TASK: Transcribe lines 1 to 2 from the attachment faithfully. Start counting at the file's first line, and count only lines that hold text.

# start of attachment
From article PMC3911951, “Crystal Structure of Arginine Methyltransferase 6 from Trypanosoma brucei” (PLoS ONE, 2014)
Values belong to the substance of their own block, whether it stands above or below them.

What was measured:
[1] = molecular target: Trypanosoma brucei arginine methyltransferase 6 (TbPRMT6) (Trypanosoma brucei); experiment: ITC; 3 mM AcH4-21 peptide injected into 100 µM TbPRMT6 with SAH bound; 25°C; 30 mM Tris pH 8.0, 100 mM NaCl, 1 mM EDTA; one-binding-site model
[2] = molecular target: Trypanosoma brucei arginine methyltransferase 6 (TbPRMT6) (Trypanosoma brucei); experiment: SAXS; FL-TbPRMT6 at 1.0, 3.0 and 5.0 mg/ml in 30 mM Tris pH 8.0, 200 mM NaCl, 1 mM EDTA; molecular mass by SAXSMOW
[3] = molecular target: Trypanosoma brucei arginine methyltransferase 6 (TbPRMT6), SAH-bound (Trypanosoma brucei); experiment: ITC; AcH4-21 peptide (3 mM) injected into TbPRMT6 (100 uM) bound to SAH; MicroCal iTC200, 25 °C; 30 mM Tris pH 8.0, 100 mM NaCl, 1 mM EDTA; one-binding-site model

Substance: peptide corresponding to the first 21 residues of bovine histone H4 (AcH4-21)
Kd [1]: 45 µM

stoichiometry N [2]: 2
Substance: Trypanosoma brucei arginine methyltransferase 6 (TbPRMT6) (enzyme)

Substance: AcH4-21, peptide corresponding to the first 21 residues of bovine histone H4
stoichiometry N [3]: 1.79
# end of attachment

From article PMC3911951, “Crystal Structure of Arginine Methyltransferase 6 from Trypanosoma brucei” (PLoS ONE, 2014)
Values belong to the substance of their own block, whether it stands above or below them.